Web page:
Money comes from the American Rescue Plan Act.
Frederick, Md. (NS) – Through initiatives created by Frederick County Executive Jan Gardner, new programs to enhance health care, education, and housing will be implemented in the county.
During a public information briefing on Thursday, Gardner said one program will help students who live in public housing.
“The Housing Authority has developed a new initiative called ‘Academic Accelerators’ for young students who live in neighborhoods that the authority manages. Educators will work with children where they are, providing after school, Saturday, and summer academic work and enrichment that focus on math and reading skills and help to build confidence and study skill in children,” she said.
The program will utilize community partners to help students retain and build upon what they learn in school.
She said $100,000 a year in American Rescue Plan Act (ARPA) funds will be invested for 4 years into this program.
Money will also be allocated to help with increasing diabetes care.
Gardner said the county has disparities in health between people of color and white residents.
“The Frederick County Health Care Coalition, which includes the county’s health department and a lot of other community health providers, is charged with developing a local health improvement plan that is updated every couple of years. The recently released local health improvement plan identified prioritized addressing disparities in three specific health areas,” she explained.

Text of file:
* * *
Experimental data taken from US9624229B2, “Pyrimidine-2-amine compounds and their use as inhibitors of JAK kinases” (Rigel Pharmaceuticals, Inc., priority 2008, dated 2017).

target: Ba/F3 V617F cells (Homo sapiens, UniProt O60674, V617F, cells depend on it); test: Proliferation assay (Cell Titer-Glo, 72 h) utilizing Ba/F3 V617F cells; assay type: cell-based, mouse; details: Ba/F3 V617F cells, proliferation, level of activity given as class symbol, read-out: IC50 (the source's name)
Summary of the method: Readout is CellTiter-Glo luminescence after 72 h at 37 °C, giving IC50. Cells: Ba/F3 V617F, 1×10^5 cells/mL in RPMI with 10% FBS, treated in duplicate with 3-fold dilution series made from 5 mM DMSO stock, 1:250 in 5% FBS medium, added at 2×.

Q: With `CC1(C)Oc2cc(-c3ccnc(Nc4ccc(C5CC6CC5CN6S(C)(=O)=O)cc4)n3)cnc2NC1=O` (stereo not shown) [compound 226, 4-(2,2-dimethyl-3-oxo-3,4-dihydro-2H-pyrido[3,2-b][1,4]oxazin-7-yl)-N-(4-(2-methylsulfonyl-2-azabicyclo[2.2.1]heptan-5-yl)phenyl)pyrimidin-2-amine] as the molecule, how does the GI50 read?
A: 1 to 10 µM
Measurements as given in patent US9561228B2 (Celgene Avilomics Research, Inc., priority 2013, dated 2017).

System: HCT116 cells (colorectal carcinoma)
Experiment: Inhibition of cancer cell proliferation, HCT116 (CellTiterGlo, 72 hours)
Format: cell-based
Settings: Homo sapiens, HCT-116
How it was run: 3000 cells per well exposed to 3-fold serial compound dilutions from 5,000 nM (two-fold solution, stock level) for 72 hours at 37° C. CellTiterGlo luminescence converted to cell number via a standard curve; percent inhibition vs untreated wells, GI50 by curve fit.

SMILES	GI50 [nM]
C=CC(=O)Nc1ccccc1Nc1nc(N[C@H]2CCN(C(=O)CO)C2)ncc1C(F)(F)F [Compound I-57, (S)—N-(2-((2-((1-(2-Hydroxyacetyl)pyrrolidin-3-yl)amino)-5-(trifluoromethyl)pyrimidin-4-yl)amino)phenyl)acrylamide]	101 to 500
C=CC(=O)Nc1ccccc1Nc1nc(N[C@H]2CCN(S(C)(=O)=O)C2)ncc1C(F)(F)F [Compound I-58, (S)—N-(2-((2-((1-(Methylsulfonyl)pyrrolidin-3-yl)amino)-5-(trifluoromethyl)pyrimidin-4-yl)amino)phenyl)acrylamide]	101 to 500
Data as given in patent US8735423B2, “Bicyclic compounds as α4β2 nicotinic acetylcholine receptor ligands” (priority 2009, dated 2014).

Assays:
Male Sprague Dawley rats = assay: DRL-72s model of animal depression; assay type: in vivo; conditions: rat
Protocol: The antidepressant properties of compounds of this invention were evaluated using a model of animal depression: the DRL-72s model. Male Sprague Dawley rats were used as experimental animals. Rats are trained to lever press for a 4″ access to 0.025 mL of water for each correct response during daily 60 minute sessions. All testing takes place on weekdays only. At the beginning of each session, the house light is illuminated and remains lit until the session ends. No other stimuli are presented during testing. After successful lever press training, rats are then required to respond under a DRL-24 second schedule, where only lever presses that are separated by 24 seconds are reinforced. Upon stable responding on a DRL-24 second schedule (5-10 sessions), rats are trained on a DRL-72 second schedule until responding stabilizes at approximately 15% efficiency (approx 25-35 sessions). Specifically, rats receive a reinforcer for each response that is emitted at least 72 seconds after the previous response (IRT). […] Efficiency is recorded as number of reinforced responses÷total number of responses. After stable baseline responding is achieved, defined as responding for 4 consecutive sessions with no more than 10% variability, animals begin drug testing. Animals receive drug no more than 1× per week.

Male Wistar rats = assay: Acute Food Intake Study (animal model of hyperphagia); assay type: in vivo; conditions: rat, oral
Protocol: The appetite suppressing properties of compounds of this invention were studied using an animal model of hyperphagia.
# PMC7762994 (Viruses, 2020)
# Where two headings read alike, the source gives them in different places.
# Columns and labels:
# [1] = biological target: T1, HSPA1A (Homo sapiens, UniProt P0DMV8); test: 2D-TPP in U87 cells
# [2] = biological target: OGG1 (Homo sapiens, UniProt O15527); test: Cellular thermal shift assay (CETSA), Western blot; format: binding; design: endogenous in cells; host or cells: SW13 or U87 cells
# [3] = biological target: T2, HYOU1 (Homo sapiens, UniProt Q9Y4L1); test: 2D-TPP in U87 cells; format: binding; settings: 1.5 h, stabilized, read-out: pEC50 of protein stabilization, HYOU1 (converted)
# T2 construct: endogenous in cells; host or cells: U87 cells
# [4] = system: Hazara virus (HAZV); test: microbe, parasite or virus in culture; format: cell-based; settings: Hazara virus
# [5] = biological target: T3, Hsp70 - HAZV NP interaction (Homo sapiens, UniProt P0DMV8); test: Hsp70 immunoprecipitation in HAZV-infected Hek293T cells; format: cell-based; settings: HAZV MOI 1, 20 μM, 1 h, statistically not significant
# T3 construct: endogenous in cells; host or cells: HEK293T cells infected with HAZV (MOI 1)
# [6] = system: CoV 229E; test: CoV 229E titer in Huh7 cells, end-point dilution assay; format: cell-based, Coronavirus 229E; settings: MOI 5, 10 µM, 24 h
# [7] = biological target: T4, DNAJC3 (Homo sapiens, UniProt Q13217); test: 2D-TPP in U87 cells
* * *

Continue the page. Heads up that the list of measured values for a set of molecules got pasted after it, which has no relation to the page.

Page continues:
Those priorities are adverse childhood experiences, Type 2 Diabetes, and mental health.
The county will commit $350,000 in ARPA funds to advance these priorities… specifically Diabetes.
The vulnerable residents of Frederick County will also receive help.
“A third program I’m going to announce today will also help another vulnerable part of our population in Frederick County, and that’s seniors who need help getting nutritional food. Now, the county’s Senior Services division offers four types of nutrition programs. They offer Meals on Wheels, Home Delivered Meals, Groceries for Seniors, and Emergency Meal Assistant Programs,” she explained.
During the pandemic, the demand for these programs rose rapidly and exponentially… which stretched staff and resources.
“So today we’re dedicating $160,000 of our federal funds to purchase 5 vehicles for the nutrition program so we continue to take care of our most vulnerable citizens, our seniors, and make sure they have the nutrition they need to stay healthy,” Gardner said.
Frederick County will use some ARPA money to support housing for the vulnerable and one non-profit is receiving funds.
“Habitat For Humanity offers a program to repair, make home modifications so that people can remain in their homes. This program targets veterans, disabled individuals, seniors, and low-income households. So Frederick County will put $250,000 towards Habitat’s Home Repair Program,” she said.
That number could expand if Habitat For Humanity can handle a larger load.